· A) Availability type arrangements between landlords and local authorities to secure medium to long-term availability of accommodation (with local authority having nomination rights to accommodation).
· B) Tenancy by Tenancy arrangements with landlords to meet short term accommodation requirements (Local authority guarantees rent payment only for term that a specified tenancy is in existence).
· C) Long term PPP/Part V type arrangements between developers and local authorities to secure long-term availability of accommodation.
Standard forms of contract form the contractual basis for arrangements between landlords, tenants and local authorities. The form of contract entered into will set out the general responsibilities of the three parties. Within certain parameters local authorities will be able to negotiate the particular conditions under which accommodation providers make their properties available for RAS.
Landlord & Tenant Relationship and Responsibilities of Landlord
The key "landlord and tenant" relationship remains between the property owner and the former rent supplement recipient. The local authority will act as broker or agent on behalf of the tenant.
As such, the landlord will retain responsibility for:
1. Insurances - property, landlord's contents and public liability.
2. Routine Maintenance/Repair and replacement of equipment.
3. Dealing with anti-social behaviour and any other breeches of the tenancy including non-payment of rent to the local authority should they arise.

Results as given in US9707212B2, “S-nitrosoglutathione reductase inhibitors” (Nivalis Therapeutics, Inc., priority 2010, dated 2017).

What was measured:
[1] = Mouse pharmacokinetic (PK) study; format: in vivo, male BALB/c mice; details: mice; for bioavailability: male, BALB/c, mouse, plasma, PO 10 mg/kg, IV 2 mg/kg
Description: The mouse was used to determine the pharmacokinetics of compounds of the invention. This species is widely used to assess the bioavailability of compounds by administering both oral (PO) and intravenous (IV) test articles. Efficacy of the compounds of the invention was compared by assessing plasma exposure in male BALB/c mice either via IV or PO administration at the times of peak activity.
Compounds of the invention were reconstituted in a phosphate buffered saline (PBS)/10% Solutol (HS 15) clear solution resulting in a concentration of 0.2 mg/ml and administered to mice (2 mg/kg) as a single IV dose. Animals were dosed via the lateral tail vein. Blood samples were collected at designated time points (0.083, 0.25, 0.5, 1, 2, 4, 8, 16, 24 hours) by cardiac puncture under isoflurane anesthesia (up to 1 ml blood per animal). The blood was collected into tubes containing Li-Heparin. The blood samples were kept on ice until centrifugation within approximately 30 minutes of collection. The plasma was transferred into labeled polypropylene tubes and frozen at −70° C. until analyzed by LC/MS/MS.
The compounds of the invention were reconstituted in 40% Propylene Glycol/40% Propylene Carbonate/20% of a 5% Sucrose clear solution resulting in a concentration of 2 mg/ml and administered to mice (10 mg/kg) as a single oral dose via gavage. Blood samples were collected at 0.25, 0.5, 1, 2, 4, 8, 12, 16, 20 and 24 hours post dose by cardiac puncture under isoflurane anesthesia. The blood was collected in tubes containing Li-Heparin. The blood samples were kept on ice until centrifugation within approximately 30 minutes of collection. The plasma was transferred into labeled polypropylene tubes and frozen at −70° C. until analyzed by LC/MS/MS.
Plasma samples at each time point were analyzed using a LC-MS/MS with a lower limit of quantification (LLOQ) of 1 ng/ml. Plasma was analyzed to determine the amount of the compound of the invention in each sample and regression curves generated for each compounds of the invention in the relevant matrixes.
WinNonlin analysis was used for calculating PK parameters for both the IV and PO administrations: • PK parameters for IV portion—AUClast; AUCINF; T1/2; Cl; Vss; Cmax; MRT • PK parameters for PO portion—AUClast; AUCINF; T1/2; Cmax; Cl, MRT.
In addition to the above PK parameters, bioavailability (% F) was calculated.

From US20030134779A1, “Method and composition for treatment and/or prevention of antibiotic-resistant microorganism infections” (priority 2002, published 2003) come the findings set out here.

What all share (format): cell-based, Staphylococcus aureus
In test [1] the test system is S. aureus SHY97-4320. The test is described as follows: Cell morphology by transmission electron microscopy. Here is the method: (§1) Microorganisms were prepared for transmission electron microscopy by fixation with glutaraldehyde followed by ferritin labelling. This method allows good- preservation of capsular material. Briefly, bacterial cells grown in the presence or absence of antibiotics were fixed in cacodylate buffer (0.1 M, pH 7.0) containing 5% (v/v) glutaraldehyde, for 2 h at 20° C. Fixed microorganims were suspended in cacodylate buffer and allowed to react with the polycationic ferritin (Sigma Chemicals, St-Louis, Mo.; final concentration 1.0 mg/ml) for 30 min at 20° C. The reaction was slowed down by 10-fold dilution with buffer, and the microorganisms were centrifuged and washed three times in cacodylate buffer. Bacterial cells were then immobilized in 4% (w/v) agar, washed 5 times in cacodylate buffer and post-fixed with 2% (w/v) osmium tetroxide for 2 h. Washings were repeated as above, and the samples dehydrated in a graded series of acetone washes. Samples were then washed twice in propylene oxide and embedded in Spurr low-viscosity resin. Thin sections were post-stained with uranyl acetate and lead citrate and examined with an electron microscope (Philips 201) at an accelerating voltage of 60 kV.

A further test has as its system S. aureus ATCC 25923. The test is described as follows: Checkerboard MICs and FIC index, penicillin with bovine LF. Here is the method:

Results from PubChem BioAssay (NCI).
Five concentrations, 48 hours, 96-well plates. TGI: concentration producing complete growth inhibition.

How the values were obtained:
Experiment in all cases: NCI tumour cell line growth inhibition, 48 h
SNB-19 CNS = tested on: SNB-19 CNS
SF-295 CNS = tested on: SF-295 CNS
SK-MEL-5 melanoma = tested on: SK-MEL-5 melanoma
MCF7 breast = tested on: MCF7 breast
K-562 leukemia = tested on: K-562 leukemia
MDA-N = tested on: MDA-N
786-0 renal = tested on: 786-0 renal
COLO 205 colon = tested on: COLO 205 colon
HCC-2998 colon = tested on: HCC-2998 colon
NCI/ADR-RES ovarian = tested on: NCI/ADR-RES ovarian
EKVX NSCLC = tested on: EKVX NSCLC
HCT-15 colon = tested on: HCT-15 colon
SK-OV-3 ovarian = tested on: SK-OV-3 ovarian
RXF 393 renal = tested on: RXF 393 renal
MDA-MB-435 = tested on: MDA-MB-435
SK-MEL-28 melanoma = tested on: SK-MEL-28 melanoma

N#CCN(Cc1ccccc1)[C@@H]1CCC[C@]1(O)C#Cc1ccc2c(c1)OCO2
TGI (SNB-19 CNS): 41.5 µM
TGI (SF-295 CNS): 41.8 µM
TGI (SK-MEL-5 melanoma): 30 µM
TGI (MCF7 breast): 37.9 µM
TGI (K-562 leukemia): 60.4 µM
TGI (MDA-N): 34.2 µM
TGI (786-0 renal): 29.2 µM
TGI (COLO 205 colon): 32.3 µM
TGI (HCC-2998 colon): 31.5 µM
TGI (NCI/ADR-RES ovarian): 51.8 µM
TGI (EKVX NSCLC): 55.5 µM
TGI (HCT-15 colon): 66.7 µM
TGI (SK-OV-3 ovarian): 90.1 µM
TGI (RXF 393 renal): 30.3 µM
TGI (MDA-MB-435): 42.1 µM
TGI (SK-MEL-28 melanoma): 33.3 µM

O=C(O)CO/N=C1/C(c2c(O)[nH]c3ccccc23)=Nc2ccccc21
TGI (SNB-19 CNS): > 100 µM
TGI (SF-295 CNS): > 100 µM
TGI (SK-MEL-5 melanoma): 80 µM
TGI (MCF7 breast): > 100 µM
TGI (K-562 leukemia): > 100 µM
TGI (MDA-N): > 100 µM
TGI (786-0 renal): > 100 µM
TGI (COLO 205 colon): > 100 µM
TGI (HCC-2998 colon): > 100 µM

How will rent levels be determined?
Rent levels will be determined by negotiation between the landlord and the local authority and will reflect local market conditions.
The rent may not exceed the current SWA rent supplement rent level in the area for each type of household (single parents, family households of various size etc.). These rent levels will act as an upper limit in negotiations between local authorities and landlords.
However, local authorities will seek a reduction in the current rent level in return variously for:
· 1. The landlord not having to collect rents for the duration of the RAS contract.
· 2. The landlord not having to fill vacancies (advertise and interview prospective tenants) for the duration of the RAS contract.
· 3. The fact that the average yield across the private rented sector is less than a full year's rent due to vacancies/tenant turnover.
· 4. The very bankable asset that a guaranteed fixed-term RAS rent payment represents.
· 5. Guaranteed prompt payment by a State agency.
Deposits and Damage to Property
No deposits will be paid under the RAS as a contractual arrangement will exist between the landlord and the local authority. However, where damage is caused to property, which is above routine wear and tear, the county council may guarantee the equivalent of up to one month's rent towards the cost of repair/replacement. The details of this will be the subject of negotiation.
How to become involved in RAS?
Contact the housing department of the relevant county council
RAS Information leaflet